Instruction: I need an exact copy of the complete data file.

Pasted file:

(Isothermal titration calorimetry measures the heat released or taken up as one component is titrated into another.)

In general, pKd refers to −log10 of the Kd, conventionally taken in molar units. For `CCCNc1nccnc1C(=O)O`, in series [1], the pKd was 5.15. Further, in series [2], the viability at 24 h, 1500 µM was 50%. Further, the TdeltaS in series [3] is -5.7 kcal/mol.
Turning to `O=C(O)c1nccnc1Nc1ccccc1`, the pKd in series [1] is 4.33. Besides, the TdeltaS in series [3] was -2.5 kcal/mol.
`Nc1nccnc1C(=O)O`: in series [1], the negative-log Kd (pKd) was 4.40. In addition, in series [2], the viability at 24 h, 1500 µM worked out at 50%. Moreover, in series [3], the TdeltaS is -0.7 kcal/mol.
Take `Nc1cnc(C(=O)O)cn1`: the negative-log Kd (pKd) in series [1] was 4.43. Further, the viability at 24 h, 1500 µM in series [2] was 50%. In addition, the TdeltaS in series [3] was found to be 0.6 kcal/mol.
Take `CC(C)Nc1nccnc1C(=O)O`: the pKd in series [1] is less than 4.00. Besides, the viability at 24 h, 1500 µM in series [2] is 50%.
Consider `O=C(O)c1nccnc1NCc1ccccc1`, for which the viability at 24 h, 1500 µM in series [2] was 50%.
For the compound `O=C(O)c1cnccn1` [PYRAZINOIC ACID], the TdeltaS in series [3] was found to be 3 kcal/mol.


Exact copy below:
(Isothermal titration calorimetry measures the heat released or taken up as one component is titrated into another.)

In general, pKd refers to −log10 of the Kd, conventionally taken in molar units. For `CCCNc1nccnc1C(=O)O`, in series [1], the pKd was 5.15. Further, in series [2], the viability at 24 h, 1500 µM was 50%. Further, the TdeltaS in series [3] is -5.7 kcal/mol.
Turning to `O=C(O)c1nccnc1Nc1ccccc1`, the pKd in series [1] is 4.33. Besides, the TdeltaS in series [3] was -2.5 kcal/mol.
`Nc1nccnc1C(=O)O`: in series [1], the negative-log Kd (pKd) was 4.40. In addition, in series [2], the viability at 24 h, 1500 µM worked out at 50%. Moreover, in series [3], the TdeltaS is -0.7 kcal/mol.
Take `Nc1cnc(C(=O)O)cn1`: the negative-log Kd (pKd) in series [1] was 4.43. Further, the viability at 24 h, 1500 µM in series [2] was 50%. In addition, the TdeltaS in series [3] was found to be 0.6 kcal/mol.
Take `CC(C)Nc1nccnc1C(=O)O`: the pKd in series [1] is less than 4.00. Besides, the viability at 24 h, 1500 µM in series [2] is 50%.
Consider `O=C(O)c1nccnc1NCc1ccccc1`, for which the viability at 24 h, 1500 µM in series [2] was 50%.
For the compound `O=C(O)c1cnccn1` [PYRAZINOIC ACID], the TdeltaS in series [3] was found to be 3 kcal/mol.